True, Obama has a plan in mind for national health care, but last I checked it would still include insurance companies — HMOs. In all the years I lived in Barbados I never had to go through an HMO to get care, including once being hospitalized for four days. All you had to do was present your residency card.

Last, no real socialist in any country I've been in would support an occupational military force in a foreign country, which would suck up its domestic resources. Thus, Obama — who plans even greater numbers of troops in Afghanistan — is no socialist by that index.

Albert Einstein, in his essay "Why Socialism?" noted: "Unlimited competition leads to a huge waste of labor, and to the crippling of the social consciousness of individuals ... This crippling of individuals I consider the worst evil of capitalism. Our whole educational system suffers from this evil." The best move for us all is the full elimination of capitalism.

— Phil Stahl

Colorado Springs

A new record!

Assuming that Duane C. Slocum is serious (not tongue-in-cheek) in his rant ("Down on Democrats," Letters, May 7), he has perhaps set a record for negative labeling. Socialism, liberalism, communism, terrorists, greenies, democrats, unions (especially teachers' unions) and "anti-militarism" are all covered in a relatively short letter. We are led to assume that these are the bad guys and that whatever is the opposite of these is good.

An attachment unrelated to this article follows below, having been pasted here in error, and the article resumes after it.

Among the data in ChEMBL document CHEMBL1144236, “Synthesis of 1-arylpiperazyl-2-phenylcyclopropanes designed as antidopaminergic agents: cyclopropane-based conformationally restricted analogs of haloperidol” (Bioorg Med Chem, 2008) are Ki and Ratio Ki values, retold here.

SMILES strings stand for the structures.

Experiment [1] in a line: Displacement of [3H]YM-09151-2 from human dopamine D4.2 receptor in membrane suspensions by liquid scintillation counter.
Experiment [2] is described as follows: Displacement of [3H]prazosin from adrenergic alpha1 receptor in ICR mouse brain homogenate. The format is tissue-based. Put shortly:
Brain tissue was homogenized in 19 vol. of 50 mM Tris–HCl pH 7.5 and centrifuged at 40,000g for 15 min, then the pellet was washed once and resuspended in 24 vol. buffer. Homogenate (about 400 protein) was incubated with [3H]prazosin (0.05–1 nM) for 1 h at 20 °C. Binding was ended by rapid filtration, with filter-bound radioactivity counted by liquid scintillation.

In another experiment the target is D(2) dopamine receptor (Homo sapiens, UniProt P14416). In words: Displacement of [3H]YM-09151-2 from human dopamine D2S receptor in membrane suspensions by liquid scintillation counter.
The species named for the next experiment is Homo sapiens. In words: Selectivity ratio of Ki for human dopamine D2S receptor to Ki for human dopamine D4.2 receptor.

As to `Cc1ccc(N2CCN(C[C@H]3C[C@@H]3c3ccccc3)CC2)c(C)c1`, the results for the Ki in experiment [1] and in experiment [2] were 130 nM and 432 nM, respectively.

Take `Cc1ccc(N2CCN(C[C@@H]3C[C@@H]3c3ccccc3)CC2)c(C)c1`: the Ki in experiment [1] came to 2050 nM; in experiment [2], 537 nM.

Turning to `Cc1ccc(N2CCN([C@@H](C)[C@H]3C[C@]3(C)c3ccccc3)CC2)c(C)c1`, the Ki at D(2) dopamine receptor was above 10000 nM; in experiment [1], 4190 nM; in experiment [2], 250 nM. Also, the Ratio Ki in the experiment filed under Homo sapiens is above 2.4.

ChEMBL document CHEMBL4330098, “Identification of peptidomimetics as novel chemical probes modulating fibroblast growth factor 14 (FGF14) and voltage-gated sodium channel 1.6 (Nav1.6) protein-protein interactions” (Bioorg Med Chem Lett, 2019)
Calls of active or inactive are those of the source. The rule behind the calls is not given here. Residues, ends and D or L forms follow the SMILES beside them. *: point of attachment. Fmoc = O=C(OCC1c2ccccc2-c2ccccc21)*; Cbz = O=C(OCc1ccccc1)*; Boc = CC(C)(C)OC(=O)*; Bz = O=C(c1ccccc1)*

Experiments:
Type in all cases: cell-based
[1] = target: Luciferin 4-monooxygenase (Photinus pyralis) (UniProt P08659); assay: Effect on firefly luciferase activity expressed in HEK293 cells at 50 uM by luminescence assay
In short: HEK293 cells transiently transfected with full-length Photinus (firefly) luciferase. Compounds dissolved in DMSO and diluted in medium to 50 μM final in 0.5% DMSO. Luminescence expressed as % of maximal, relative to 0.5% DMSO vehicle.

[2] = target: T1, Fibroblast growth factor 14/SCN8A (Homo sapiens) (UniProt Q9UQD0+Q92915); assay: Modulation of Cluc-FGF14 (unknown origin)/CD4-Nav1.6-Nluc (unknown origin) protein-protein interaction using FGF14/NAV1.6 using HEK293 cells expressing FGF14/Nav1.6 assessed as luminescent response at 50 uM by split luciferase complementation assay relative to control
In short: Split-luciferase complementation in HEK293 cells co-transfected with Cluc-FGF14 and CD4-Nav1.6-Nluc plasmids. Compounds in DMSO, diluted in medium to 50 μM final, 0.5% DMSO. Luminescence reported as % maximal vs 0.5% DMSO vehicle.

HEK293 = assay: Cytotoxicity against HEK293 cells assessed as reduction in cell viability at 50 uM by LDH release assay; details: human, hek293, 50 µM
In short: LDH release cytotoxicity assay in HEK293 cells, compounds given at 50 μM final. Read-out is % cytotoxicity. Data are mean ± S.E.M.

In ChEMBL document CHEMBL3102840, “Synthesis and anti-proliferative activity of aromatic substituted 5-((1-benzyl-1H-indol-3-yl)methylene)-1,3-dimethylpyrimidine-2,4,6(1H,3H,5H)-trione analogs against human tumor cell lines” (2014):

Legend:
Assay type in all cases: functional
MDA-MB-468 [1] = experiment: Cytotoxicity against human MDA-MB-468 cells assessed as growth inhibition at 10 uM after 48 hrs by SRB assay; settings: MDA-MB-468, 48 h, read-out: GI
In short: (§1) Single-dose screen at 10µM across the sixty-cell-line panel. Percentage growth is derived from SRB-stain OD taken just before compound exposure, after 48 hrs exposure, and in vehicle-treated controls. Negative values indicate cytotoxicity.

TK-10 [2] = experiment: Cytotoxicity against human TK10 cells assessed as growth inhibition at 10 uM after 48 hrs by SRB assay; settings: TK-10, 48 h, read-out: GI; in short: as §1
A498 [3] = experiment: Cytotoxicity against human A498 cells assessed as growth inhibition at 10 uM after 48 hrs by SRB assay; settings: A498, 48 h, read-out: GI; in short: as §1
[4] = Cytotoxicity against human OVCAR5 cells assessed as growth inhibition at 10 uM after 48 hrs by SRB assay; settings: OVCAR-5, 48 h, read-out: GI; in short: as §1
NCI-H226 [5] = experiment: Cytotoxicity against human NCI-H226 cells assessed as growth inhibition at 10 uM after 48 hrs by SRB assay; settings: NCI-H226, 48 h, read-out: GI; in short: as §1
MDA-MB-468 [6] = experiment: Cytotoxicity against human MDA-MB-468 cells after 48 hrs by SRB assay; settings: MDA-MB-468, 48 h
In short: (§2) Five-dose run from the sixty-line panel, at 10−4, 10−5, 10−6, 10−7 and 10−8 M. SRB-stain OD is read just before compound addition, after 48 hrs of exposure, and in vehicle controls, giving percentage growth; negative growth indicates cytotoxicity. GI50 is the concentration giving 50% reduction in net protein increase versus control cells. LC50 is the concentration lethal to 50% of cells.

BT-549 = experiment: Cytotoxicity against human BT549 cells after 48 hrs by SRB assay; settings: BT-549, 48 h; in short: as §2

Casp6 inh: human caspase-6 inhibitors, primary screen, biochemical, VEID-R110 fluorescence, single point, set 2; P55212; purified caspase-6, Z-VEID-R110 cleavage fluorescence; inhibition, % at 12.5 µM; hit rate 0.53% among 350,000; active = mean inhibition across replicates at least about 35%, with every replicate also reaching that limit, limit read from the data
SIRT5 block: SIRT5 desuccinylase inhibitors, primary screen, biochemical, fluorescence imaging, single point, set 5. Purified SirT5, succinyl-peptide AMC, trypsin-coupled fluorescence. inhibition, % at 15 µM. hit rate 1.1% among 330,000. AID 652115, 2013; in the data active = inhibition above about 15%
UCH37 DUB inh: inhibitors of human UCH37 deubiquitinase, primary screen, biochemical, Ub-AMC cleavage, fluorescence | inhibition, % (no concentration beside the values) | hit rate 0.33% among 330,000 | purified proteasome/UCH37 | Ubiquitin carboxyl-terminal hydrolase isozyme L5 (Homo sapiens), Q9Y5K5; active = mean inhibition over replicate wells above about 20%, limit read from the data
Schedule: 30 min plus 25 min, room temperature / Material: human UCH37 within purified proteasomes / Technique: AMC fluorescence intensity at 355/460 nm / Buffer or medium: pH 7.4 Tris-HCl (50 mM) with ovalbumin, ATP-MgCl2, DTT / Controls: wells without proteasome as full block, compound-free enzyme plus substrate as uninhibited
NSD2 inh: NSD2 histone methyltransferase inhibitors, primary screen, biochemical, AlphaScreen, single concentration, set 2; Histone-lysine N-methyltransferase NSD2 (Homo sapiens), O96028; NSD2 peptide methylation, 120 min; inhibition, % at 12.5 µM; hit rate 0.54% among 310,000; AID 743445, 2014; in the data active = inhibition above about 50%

It's amazingly easy to label and divide. We've just experienced eight years of that (where were you, Mr. Slocum?) and a lot of us realize the harm it has done to our community, country and world. Now we're looking to build a community and world where integrity, not jingoism, is the standard. Attacking teachers' unions, presidents and governors, Democrats, liberals, greenies and advocates of a reduced military is traveling the path of dis-integration.

We are at a crossroads in our thinking about how to create a more humane world, and it's time to ask ourselves many questions. Among those questions would be what our community and the world would be like without a military presence, and the price tag that presence entails. The answer to that question might be surprising and enlightening.

A peaceful world (and I think most people would want that) is about dialogue, not division. Our current president seems to be pursuing integrity, and I think he deserves our support in that effort.

— Paul Dahlsten

Colorado Springs

Correction

In "Top-heavy transit" (Letters, May 7), author Jim Gosse meant to reference ATU Local 19, not ATU Local 13.